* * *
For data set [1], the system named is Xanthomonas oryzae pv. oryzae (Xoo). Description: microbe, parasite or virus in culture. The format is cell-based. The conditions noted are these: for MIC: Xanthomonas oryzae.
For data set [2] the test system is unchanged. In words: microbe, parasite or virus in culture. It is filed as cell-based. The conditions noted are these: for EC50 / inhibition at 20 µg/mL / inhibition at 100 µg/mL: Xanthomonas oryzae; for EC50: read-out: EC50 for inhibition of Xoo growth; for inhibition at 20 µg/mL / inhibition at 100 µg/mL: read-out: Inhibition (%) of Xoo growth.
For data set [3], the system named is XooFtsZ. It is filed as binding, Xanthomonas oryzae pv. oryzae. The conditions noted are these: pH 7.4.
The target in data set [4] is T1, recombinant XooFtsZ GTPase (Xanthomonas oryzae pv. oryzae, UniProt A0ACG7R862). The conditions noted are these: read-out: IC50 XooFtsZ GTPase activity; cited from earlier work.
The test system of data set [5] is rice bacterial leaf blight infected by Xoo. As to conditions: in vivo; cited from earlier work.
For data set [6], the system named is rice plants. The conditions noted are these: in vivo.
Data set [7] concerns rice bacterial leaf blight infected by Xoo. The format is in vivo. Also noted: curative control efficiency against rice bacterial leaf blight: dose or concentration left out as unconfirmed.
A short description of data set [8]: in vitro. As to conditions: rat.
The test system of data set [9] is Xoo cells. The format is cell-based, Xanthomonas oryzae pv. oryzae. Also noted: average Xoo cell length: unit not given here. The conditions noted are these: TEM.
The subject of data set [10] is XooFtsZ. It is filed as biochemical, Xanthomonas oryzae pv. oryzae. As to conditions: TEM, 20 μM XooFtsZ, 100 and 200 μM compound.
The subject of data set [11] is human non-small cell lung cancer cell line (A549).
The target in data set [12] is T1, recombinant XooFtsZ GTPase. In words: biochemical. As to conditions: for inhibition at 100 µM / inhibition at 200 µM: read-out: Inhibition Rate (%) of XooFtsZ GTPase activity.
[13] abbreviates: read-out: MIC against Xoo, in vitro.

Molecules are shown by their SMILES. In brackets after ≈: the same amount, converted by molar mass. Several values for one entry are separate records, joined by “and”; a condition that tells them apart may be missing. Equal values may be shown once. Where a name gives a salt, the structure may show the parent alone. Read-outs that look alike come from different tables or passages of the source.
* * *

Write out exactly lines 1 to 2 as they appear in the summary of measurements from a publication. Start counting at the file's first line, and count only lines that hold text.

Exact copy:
For data set [1], the system named is Xanthomonas oryzae pv. oryzae (Xoo). Description: microbe, parasite or virus in culture. The format is cell-based. The conditions noted are these: for MIC: Xanthomonas oryzae.
For data set [2] the test system is unchanged. In words: microbe, parasite or virus in culture. It is filed as cell-based. The conditions noted are these: for EC50 / inhibition at 20 µg/mL / inhibition at 100 µg/mL: Xanthomonas oryzae; for EC50: read-out: EC50 for inhibition of Xoo growth; for inhibition at 20 µg/mL / inhibition at 100 µg/mL: read-out: Inhibition (%) of Xoo growth.